15
“to’ay” tabruq1 ka sahraa2 hai jahaaN se ab bhi
apne gum-gashta3 azizoN4 ki sada5 aati hai
us jagah fateh6 ki KhabreN haiN na jalse na juloos
ek sarsar7 hai ke aati hai guzar jaati hai
isteKhwaanoN8 se bhala kis ko mohabbat hogi
yaaN koi dost na humdum9 na mulaaqaati10 hai    
1.battlefied of Tobruk in North Africa 2.desert 3.lost 4.loved ones 5.sound 6.victory 7.wind 8.skeletons 9.friend 10.acquaintance
‘to’ay’ is the desert of tabruq from where even to this day can be heard the voices of our loved ones. There is no celebration, no parade of victory, just a howling wind blowing through skeletons, which no one can love. Here there are no friends nor acquaintances.

16
“zo’ay” zulmaat1 ka darya hai ke toofaan ba-dosh2
aas ki nanhi si kishti ko Dubone aaye
aur jab zulm ki meyaad3 ke din aur baRheN
‘ain’ vo ishrat4-e farda5 hai ke anqa6 ho jaaye
‘Ghain’ vo Gham hai ke jaanaaN7 se na dauraaN8 se hai Khaas9
dil magar us ki kasak se na sambhalne paaye    
1.darkness 2.on shoulders 3.duration, prison sentence 4.happiness 6.invisible imaginary bird 7.beloved 8.times 9.special, specific
‘zoay’ is the sea of darkness which brings a storm on its shoulders to sink the tiny boat of hope. And when the sentence of oppression is increased, then ‘ain’ is the hope of happiness of tomorrow that disappears like the ‘anqa’. ‘Ghain’ is the sorrow that is not specific to either the beloved or the times, but still its sting hurts.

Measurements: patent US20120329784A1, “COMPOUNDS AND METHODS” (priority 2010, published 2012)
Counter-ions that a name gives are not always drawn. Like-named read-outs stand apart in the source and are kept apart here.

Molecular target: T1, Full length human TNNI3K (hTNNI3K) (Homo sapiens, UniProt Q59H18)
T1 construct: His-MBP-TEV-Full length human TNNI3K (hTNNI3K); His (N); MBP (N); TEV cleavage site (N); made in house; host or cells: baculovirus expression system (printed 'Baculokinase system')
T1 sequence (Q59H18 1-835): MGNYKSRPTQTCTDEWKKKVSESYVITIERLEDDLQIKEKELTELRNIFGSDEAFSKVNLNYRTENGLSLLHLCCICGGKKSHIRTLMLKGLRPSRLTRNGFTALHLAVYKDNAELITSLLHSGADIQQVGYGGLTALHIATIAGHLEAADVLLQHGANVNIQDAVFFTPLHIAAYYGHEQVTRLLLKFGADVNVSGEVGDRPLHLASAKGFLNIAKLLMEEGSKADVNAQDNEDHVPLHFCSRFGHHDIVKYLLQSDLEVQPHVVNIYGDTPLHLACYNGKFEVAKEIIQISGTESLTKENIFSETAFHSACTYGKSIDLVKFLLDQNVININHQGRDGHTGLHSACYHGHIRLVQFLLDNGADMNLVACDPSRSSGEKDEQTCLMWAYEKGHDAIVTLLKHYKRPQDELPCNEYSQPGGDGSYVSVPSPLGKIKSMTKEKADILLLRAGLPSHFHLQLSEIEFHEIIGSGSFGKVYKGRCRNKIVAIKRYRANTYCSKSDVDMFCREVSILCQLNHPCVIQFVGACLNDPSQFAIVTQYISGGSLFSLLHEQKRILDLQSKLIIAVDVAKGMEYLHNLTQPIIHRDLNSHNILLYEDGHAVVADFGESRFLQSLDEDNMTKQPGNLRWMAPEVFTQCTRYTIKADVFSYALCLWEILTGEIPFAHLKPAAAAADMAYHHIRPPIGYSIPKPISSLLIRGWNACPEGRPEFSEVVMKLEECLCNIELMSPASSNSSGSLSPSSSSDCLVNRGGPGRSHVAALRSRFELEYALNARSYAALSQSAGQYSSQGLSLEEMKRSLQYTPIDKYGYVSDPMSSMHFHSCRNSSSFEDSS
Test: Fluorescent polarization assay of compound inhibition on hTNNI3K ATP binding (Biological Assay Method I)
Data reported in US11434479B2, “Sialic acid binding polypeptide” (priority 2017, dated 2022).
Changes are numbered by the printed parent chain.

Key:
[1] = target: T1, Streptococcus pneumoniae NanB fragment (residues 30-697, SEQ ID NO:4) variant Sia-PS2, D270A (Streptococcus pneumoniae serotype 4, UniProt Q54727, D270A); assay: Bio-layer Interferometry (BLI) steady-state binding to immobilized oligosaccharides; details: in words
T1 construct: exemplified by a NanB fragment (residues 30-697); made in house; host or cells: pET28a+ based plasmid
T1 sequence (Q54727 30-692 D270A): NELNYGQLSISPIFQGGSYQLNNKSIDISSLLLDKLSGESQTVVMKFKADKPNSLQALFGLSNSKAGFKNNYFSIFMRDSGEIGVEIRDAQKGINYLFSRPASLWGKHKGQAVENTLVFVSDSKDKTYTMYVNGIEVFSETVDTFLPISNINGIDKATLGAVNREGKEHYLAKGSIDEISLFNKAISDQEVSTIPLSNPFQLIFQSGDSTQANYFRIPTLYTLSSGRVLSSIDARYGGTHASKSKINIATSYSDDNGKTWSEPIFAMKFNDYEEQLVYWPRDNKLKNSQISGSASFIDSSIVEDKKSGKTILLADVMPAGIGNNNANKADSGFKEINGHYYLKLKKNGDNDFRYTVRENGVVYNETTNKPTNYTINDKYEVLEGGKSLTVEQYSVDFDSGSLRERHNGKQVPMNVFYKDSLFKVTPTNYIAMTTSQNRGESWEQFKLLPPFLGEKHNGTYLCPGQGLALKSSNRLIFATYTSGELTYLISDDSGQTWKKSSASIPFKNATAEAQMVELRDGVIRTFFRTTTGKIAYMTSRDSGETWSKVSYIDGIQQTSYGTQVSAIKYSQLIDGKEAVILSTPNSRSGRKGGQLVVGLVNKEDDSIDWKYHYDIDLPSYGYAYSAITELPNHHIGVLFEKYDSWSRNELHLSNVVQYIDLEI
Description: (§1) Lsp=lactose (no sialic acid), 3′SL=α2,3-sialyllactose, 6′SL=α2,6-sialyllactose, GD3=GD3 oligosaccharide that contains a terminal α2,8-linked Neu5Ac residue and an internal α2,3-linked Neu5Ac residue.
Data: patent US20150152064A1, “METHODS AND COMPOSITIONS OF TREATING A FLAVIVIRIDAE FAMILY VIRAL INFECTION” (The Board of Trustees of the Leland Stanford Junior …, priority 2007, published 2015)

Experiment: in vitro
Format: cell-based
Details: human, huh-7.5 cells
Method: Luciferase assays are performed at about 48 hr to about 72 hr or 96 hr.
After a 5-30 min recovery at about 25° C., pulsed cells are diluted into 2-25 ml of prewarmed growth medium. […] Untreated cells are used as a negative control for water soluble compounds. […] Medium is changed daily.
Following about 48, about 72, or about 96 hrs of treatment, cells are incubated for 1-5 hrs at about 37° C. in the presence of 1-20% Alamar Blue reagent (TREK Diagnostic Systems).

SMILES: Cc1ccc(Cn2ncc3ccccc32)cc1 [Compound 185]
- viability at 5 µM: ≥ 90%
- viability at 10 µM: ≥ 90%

17
‘fe’ hai vo fatah1 ke kuchh le to gaii de na saki
‘fe’ hai farda2 ke chalaave3 ka chalaava hi raha
‘qaaf’ qariya4 hai ke itna bhi na veeraaN5 tha kabhi
ab na choolhe se dhuaaN uThta hai neela neela
aur na vo khet na vo fasleN6, na vo rakhvaale
ek ek gaauN ke chaupaal meN ullu bola    
1.victory 2.future 3.mischief maker, deceiver 4.settlement, region 5.desolate 6.harvest
‘fe’ is the victory that took something, but did not give anything back. ‘fe’ is the future that eludes and deceives. ‘qaaf’ is the settlement which is desolate like never before. No smoke rising from its stoves now, no fields, no harvest to protect. Every village square is deserted.

18
‘kaaf’ nainoN ke kamal, ‘kaaf’ kitaabi chehre
‘kaaf’ kaakul1 hai ke Khushboo meN basi rahti hai
aur jab duur ke desauN ke sipaahi aaye
‘kaaf’ kargas2 ne khule khet ye baazi jeeti
koriya kitne KharaaboN3 ka pata deta his
ye jagah shahr tha, ye gaauN tha, ye basti thi    
1.curls 2.vulture 3.destruction